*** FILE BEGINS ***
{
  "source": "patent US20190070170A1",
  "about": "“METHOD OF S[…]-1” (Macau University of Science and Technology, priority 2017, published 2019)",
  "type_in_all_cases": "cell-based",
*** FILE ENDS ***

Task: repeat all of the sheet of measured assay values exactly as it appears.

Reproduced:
{
  "source": "patent US20190070170A1",
  "about": "“METHOD OF S[…]-1” (Macau University of Science and Technology, priority 2017, published 2019)",
  "type_in_all_cases": "cell-based",